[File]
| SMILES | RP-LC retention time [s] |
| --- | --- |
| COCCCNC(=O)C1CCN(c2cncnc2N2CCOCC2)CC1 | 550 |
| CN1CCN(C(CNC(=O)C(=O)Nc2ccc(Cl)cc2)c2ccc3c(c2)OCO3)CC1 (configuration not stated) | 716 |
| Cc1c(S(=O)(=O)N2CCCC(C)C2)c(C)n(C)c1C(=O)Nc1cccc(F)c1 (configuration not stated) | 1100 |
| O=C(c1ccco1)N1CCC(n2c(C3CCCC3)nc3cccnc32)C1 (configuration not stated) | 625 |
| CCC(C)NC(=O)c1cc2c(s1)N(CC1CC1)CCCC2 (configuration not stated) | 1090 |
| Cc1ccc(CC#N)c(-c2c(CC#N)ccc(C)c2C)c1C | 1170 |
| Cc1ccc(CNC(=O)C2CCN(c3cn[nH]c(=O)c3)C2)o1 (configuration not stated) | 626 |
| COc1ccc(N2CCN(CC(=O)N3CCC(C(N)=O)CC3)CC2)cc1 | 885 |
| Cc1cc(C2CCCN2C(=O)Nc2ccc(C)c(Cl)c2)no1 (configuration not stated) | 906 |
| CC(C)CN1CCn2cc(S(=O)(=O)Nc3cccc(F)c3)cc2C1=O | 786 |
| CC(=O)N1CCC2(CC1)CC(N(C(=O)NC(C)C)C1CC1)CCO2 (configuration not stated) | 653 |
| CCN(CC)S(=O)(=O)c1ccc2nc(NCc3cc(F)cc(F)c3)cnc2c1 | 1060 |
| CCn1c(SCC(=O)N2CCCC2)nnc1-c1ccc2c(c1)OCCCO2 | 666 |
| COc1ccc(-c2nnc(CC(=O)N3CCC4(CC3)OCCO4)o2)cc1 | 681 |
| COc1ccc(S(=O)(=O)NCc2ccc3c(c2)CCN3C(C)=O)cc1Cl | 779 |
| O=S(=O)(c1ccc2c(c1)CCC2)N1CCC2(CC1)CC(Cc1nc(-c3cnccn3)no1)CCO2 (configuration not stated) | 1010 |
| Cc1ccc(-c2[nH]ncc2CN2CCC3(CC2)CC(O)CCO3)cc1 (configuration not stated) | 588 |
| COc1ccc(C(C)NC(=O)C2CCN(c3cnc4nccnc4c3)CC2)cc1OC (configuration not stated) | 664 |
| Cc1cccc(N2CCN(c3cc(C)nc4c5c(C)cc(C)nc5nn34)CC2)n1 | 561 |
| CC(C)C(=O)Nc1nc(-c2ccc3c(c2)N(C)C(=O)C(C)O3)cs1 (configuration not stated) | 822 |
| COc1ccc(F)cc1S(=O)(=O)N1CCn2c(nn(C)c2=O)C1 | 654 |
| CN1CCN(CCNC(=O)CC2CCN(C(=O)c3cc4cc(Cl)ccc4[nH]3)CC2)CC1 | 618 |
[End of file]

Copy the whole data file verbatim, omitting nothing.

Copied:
| SMILES | RP-LC retention time [s] |
| --- | --- |
| COCCCNC(=O)C1CCN(c2cncnc2N2CCOCC2)CC1 | 550 |
| CN1CCN(C(CNC(=O)C(=O)Nc2ccc(Cl)cc2)c2ccc3c(c2)OCO3)CC1 (configuration not stated) | 716 |
| Cc1c(S(=O)(=O)N2CCCC(C)C2)c(C)n(C)c1C(=O)Nc1cccc(F)c1 (configuration not stated) | 1100 |
| O=C(c1ccco1)N1CCC(n2c(C3CCCC3)nc3cccnc32)C1 (configuration not stated) | 625 |
| CCC(C)NC(=O)c1cc2c(s1)N(CC1CC1)CCCC2 (configuration not stated) | 1090 |
| Cc1ccc(CC#N)c(-c2c(CC#N)ccc(C)c2C)c1C | 1170 |
| Cc1ccc(CNC(=O)C2CCN(c3cn[nH]c(=O)c3)C2)o1 (configuration not stated) | 626 |
| COc1ccc(N2CCN(CC(=O)N3CCC(C(N)=O)CC3)CC2)cc1 | 885 |
| Cc1cc(C2CCCN2C(=O)Nc2ccc(C)c(Cl)c2)no1 (configuration not stated) | 906 |
| CC(C)CN1CCn2cc(S(=O)(=O)Nc3cccc(F)c3)cc2C1=O | 786 |
| CC(=O)N1CCC2(CC1)CC(N(C(=O)NC(C)C)C1CC1)CCO2 (configuration not stated) | 653 |
| CCN(CC)S(=O)(=O)c1ccc2nc(NCc3cc(F)cc(F)c3)cnc2c1 | 1060 |
| CCn1c(SCC(=O)N2CCCC2)nnc1-c1ccc2c(c1)OCCCO2 | 666 |
| COc1ccc(-c2nnc(CC(=O)N3CCC4(CC3)OCCO4)o2)cc1 | 681 |
| COc1ccc(S(=O)(=O)NCc2ccc3c(c2)CCN3C(C)=O)cc1Cl | 779 |
| O=S(=O)(c1ccc2c(c1)CCC2)N1CCC2(CC1)CC(Cc1nc(-c3cnccn3)no1)CCO2 (configuration not stated) | 1010 |
| Cc1ccc(-c2[nH]ncc2CN2CCC3(CC2)CC(O)CCO3)cc1 (configuration not stated) | 588 |
| COc1ccc(C(C)NC(=O)C2CCN(c3cnc4nccnc4c3)CC2)cc1OC (configuration not stated) | 664 |
| Cc1cccc(N2CCN(c3cc(C)nc4c5c(C)cc(C)nc5nn34)CC2)n1 | 561 |
| CC(C)C(=O)Nc1nc(-c2ccc3c(c2)N(C)C(=O)C(C)O3)cs1 (configuration not stated) | 822 |
| COc1ccc(F)cc1S(=O)(=O)N1CCn2c(nn(C)c2=O)C1 | 654 |
| CN1CCN(CCNC(=O)CC2CCN(C(=O)c3cc4cc(Cl)ccc4[nH]3)CC2)CC1 | 618 |